Vaginal ring protects women from HIV infection

Researchers said the dapivirine vaginal ring could have more success at controlling the spread of HIV because women can fully control its use, unlike condoms.
By Stephen Feller  |  Feb. 23, 2016 at 10:16 AM
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ROCKVILLE, Md., Feb. 23 (UPI) -- When used properly and consistently, a vaginal ring emitting an experimental drug reduced HIV prevalence significantly among women, according to a clinical trial in four sub-Saharan African countries.

Researchers from the National Institutes of Health found the ring, which contains the antiretroviral drug dapivirine, was most effective at preventing spread of the disease among women older than 25 in a trial in Malawi, South Africa, Uganda and Zimbabwe.

Overall, the ring was effective barely more than a quarter of the time because of improper use or women who did not use it. The spread of HIV was reduced significantly when used properly, though.

More than 25 million people in sub-Saharan Africa have HIV or AIDS, with 9 out of 10 children in world who have one of the diseases living there, according to the World Health Organization..

Researchers said the dapivirine vaginal ring could have more success at controlling the spread of HIV because women can fully control its use, unlike condoms, with which men can interfere. The $5 silicone ring can be worn for a month, does not need to be refrigerated and can sit on a shelf for five years.

"I remember really vividly talking with some of the participants in Zimbabwe partway through the study, and they would say, 'This ring is mine,'" Dr. Jared Baeten, a researcher at the University of Washington, told the New York Times. "There was ownership of the ring because she could control it."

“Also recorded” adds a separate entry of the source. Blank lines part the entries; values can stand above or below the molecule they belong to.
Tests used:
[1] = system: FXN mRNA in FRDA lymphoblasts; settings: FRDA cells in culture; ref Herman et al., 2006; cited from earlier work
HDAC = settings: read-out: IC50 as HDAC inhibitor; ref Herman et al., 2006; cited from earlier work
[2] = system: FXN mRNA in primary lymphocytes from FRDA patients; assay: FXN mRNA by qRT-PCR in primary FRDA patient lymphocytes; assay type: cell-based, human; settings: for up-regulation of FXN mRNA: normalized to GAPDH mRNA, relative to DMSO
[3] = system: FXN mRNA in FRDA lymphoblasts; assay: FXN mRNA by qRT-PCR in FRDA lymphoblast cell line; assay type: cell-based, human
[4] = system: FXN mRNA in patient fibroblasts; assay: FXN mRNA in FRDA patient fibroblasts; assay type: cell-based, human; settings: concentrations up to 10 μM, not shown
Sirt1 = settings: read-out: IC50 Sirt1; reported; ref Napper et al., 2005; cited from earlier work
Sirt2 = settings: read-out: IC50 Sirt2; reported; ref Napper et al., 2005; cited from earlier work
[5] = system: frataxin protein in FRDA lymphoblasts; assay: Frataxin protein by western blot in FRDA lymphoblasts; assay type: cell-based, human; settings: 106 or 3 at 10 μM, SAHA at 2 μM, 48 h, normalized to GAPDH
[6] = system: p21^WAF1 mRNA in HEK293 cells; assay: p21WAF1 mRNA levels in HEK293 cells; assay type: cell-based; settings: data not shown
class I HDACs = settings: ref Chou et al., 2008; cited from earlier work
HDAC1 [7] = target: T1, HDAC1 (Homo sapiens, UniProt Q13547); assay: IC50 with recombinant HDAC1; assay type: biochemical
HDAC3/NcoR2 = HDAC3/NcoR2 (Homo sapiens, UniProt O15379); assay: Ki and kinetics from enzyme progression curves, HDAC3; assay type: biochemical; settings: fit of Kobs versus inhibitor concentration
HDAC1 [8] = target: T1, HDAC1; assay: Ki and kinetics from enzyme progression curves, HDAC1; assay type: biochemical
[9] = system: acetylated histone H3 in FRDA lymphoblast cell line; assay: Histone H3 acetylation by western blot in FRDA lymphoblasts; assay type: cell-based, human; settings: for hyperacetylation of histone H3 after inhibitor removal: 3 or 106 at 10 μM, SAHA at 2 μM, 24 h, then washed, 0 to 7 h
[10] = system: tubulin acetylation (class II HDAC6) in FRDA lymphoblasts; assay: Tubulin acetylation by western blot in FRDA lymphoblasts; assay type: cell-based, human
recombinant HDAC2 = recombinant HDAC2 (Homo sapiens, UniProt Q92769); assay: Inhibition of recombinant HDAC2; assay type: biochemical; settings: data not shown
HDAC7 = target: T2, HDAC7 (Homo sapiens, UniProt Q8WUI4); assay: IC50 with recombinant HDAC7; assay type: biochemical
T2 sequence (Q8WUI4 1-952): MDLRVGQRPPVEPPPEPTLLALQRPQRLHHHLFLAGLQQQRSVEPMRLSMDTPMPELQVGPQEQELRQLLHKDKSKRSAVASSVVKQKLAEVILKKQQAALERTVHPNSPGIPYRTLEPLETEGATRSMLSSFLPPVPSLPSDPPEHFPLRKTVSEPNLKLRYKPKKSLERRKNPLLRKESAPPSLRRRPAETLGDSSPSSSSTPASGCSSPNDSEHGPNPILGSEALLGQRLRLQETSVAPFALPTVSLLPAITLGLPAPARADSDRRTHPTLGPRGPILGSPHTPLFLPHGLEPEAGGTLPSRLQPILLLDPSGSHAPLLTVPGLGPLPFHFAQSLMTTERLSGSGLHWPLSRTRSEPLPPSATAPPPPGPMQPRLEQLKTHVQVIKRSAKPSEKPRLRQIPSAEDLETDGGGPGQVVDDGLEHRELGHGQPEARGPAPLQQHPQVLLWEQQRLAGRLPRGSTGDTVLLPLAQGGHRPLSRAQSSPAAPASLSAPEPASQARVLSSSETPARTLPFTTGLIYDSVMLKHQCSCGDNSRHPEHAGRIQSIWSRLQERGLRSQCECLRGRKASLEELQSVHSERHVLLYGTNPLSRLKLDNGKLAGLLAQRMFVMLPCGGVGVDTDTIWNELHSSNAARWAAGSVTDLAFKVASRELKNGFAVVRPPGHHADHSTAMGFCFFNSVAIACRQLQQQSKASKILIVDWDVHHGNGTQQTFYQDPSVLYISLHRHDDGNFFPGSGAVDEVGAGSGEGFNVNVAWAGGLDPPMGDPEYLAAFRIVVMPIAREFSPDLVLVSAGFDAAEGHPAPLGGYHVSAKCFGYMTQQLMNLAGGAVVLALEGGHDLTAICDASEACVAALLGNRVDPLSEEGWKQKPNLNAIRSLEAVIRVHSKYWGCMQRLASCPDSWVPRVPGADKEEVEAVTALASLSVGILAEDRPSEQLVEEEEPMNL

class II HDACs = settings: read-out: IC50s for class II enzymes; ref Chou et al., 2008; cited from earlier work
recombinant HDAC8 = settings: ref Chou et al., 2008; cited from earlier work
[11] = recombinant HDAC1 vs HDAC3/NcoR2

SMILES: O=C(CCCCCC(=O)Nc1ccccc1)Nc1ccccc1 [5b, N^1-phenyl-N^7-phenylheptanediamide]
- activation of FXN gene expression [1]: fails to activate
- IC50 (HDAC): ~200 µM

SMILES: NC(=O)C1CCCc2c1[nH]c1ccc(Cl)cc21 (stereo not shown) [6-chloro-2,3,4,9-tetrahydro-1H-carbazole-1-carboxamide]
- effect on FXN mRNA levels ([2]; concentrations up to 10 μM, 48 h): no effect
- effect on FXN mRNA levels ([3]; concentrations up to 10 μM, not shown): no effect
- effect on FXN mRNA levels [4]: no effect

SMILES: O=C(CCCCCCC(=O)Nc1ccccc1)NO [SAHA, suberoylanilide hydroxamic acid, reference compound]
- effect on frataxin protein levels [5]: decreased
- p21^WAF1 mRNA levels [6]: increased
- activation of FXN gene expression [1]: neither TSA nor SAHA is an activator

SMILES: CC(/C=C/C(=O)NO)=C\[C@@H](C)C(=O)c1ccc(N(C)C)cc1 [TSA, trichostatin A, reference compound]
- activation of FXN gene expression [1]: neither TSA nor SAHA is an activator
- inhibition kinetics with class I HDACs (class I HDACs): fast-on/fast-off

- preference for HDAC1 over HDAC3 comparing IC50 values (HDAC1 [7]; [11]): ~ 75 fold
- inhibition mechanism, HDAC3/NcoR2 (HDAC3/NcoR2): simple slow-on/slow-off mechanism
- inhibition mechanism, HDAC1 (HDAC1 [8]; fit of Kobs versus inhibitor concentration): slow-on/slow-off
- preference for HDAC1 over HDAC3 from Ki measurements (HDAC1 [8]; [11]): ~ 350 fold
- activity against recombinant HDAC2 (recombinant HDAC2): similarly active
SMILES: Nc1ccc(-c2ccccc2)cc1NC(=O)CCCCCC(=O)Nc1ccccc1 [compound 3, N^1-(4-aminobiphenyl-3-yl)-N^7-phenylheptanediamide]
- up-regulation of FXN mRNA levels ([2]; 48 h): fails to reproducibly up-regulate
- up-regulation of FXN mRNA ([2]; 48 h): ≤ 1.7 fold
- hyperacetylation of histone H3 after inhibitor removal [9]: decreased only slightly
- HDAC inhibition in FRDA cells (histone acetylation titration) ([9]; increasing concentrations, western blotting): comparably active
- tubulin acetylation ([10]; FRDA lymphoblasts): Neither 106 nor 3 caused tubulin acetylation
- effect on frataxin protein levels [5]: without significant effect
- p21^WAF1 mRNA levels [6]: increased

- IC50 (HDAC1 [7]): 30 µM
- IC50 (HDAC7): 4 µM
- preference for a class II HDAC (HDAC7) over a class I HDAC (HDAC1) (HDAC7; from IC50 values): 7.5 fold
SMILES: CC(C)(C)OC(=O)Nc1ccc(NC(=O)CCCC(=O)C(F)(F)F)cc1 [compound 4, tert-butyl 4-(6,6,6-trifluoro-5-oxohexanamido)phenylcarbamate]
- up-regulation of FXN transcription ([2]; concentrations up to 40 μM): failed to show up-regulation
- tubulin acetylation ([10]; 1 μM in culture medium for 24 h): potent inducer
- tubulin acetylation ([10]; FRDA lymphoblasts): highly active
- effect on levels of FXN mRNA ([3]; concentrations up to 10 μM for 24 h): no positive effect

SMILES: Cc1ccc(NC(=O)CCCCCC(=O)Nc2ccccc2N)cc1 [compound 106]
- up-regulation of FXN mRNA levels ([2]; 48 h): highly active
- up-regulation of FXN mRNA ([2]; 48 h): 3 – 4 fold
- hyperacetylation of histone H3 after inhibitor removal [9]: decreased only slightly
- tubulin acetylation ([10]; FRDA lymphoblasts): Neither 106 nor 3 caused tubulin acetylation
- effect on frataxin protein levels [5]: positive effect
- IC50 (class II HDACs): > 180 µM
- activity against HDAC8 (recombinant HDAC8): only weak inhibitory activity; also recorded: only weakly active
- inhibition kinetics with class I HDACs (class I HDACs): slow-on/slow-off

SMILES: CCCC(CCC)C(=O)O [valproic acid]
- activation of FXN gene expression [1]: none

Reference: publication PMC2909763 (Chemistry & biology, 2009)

For the study, published in the New England Journal of Medicine, researchers in the ASPIRE study enrolled 2,629 women at 15 health clinics in Malawi, South Africa, Uganda, and Zimbabwe between the ages of 18 and 45 who were at high risk for HIV infection, giving them either the dapivirine ring or a placebo. All women in the trial also received counseling on HIV risk reduction, advice on treating sexually transmitted infections, and free condoms.

There were a total of 71 HIV infections in the dapivirine group and 97 in the placebo group -- a 27 percent reduction in spread of the disease. When researchers did not count results from two sites with lower numbers of patients continuing to participate or following instructions, the infection rate among women using the ring was 37 percent lower than the placebo group.

The researchers found women older than 25 had a 61 percent lower risk of HIV infection, because younger women used the ring less consistently, based on lower levels of the drug found in blood tests. The ring reduced risk for infection by 56 percent, as well, but provided little protection for women between the ages of 18 and 21.

In addition to conducting ASPIRE in conjunction with the National Institutes of Health, the International Partnership for Microbicides also found in The Ring Study that the dapivirine ring decreased HIV infection by 31 percent over a placebo.

More research is needed to find the combination of factors -- behavior, biology, or both -- that made the ring so much less effective in younger women, the researchers said.

"Women need a discreet, long-acting form of HIV prevention that they control and want to use," Dr. Anthony S. Fauci, director of the National Institute of Allergy and Infectious Diseases, said in a press release. "This study found that a vaginal ring containing a sustained-release antiretroviral drug confers partial protection against HIV among women in sub-Saharan Africa. Further research is needed to understand the age-related disparities in the observed level of protection."

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